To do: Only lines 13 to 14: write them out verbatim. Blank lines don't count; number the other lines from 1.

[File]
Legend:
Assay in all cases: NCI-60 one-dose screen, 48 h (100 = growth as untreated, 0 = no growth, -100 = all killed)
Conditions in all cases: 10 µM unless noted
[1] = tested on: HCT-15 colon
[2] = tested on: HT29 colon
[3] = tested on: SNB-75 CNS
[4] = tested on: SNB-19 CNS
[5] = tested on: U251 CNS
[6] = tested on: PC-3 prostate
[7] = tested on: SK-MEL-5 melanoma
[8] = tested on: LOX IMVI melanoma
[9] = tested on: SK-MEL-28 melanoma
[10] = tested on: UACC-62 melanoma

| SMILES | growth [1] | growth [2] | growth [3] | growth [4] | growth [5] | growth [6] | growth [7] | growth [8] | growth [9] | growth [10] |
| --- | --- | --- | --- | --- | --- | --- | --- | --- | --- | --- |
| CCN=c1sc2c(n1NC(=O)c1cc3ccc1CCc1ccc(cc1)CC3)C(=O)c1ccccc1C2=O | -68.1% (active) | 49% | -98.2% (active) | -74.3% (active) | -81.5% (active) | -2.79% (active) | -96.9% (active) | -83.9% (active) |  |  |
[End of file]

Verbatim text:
[10] = tested on: UACC-62 melanoma

| SMILES | growth [1] | growth [2] | growth [3] | growth [4] | growth [5] | growth [6] | growth [7] | growth [8] | growth [9] | growth [10] |